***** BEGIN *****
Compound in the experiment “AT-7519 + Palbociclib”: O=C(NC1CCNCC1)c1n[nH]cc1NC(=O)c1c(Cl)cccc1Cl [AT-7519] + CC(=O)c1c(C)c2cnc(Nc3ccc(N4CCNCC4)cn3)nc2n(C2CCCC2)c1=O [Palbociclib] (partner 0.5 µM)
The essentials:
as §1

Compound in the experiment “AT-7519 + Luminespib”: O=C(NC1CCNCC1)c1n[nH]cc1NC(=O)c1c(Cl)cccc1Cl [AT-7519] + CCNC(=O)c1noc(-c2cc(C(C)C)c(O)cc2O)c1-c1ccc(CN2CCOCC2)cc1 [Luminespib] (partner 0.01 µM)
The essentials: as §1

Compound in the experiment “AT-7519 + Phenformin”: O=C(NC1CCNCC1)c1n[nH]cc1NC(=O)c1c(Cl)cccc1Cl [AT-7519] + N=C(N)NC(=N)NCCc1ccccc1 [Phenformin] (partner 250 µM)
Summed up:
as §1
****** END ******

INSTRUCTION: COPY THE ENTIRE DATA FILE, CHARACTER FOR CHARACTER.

Compound in the experiment “AT-7519 + Palbociclib”: O=C(NC1CCNCC1)c1n[nH]cc1NC(=O)c1c(Cl)cccc1Cl [AT-7519] + CC(=O)c1c(C)c2cnc(Nc3ccc(N4CCNCC4)cn3)nc2n(C2CCCC2)c1=O [Palbociclib] (partner 0.5 µM)
The essentials:
as §1

Compound in the experiment “AT-7519 + Luminespib”: O=C(NC1CCNCC1)c1n[nH]cc1NC(=O)c1c(Cl)cccc1Cl [AT-7519] + CCNC(=O)c1noc(-c2cc(C(C)C)c(O)cc2O)c1-c1ccc(CN2CCOCC2)cc1 [Luminespib] (partner 0.01 µM)
The essentials: as §1

Compound in the experiment “AT-7519 + Phenformin”: O=C(NC1CCNCC1)c1n[nH]cc1NC(=O)c1c(Cl)cccc1Cl [AT-7519] + N=C(N)NC(=N)NCCc1ccccc1 [Phenformin] (partner 250 µM)
Summed up:
as §1